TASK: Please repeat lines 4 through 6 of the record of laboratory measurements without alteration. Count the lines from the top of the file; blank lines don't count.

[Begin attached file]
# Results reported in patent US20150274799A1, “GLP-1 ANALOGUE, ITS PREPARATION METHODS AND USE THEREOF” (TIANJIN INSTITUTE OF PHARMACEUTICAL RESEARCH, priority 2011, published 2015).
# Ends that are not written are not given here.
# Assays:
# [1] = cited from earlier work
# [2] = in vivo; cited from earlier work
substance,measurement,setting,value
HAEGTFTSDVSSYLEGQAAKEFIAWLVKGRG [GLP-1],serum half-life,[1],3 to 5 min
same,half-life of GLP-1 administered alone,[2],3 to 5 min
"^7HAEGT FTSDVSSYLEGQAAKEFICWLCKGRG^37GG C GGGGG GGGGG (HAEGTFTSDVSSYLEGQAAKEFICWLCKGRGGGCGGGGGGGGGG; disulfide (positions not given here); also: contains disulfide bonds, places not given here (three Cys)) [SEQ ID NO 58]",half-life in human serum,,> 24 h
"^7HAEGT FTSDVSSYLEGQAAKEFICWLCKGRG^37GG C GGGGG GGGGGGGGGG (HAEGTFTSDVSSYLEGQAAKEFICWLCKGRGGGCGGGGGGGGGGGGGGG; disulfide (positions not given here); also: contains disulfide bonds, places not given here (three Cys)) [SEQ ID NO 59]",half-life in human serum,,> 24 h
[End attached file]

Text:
# [1] = cited from earlier work
# [2] = in vivo; cited from earlier work
substance,measurement,setting,value